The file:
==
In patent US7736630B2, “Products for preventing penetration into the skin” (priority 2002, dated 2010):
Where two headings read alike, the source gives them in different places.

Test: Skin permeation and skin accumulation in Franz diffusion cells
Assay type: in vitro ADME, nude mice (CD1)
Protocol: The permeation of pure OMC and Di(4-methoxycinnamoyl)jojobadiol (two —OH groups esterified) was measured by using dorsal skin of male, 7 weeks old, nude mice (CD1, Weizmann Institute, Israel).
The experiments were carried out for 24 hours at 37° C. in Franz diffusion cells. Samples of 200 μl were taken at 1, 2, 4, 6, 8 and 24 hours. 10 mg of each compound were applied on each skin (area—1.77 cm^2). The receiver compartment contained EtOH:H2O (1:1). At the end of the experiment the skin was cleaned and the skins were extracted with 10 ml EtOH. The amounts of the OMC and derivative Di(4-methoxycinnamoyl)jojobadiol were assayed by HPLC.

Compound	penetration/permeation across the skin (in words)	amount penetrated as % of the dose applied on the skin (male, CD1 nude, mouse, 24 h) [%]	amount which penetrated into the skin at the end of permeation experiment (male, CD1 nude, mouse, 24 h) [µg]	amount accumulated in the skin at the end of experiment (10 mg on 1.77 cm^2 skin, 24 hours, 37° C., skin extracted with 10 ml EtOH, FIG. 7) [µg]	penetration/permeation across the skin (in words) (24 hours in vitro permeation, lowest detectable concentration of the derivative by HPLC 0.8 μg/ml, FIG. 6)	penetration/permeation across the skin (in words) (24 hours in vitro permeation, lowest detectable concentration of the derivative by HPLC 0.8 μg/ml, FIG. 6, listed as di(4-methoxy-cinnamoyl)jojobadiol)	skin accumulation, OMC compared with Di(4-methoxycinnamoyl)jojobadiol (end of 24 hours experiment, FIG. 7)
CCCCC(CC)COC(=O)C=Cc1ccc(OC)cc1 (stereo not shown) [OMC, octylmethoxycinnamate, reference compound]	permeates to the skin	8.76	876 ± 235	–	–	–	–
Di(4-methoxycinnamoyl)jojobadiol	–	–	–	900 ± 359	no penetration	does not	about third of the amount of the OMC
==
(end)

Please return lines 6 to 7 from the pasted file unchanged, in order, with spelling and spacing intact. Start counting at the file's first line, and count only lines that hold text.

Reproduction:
The experiments were carried out for 24 hours at 37° C. in Franz diffusion cells. Samples of 200 μl were taken at 1, 2, 4, 6, 8 and 24 hours. 10 mg of each compound were applied on each skin (area—1.77 cm^2). The receiver compartment contained EtOH:H2O (1:1). At the end of the experiment the skin was cleaned and the skins were extracted with 10 ml EtOH. The amounts of the OMC and derivative Di(4-methoxycinnamoyl)jojobadiol were assayed by HPLC.

Compound	penetration/permeation across the skin (in words)	amount penetrated as % of the dose applied on the skin (male, CD1 nude, mouse, 24 h) [%]	amount which penetrated into the skin at the end of permeation experiment (male, CD1 nude, mouse, 24 h) [µg]	amount accumulated in the skin at the end of experiment (10 mg on 1.77 cm^2 skin, 24 hours, 37° C., skin extracted with 10 ml EtOH, FIG. 7) [µg]	penetration/permeation across the skin (in words) (24 hours in vitro permeation, lowest detectable concentration of the derivative by HPLC 0.8 μg/ml, FIG. 6)	penetration/permeation across the skin (in words) (24 hours in vitro permeation, lowest detectable concentration of the derivative by HPLC 0.8 μg/ml, FIG. 6, listed as di(4-methoxy-cinnamoyl)jojobadiol)	skin accumulation, OMC compared with Di(4-methoxycinnamoyl)jojobadiol (end of 24 hours experiment, FIG. 7)